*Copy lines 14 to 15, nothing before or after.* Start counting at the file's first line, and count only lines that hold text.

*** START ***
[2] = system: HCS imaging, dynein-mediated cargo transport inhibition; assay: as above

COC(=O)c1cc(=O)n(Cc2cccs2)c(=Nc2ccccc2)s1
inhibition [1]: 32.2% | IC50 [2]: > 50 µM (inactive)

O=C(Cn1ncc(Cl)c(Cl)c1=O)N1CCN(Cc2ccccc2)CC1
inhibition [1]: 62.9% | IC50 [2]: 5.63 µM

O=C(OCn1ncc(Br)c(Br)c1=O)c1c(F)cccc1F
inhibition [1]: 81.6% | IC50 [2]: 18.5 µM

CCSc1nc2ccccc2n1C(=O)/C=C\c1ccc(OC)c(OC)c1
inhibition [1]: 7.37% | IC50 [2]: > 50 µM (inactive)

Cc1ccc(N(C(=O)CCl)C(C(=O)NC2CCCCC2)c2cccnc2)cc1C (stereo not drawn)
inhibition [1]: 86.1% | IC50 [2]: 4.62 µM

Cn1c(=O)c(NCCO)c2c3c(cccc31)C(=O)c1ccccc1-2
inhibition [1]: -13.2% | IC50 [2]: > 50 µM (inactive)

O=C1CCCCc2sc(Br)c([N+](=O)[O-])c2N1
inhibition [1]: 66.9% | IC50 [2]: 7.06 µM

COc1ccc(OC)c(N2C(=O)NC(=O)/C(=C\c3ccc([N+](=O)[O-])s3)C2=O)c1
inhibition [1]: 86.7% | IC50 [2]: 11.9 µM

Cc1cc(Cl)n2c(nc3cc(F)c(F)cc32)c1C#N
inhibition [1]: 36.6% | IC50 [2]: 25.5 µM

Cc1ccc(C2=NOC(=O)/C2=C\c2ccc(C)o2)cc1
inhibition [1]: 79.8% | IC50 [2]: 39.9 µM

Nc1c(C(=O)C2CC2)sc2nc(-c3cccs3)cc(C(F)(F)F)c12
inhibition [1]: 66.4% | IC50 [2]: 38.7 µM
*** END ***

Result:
O=C1CCCCc2sc(Br)c([N+](=O)[O-])c2N1
inhibition [1]: 66.9% | IC50 [2]: 7.06 µM